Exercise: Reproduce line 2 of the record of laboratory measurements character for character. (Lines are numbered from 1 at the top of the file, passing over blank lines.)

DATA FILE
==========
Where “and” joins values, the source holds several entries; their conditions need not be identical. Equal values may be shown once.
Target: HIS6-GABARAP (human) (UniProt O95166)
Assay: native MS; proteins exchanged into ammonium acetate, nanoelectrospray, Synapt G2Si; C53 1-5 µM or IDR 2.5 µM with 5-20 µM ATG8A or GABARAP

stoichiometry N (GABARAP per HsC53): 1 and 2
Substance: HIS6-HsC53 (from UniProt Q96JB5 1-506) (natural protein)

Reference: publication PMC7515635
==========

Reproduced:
Target: HIS6-GABARAP (human) (UniProt O95166)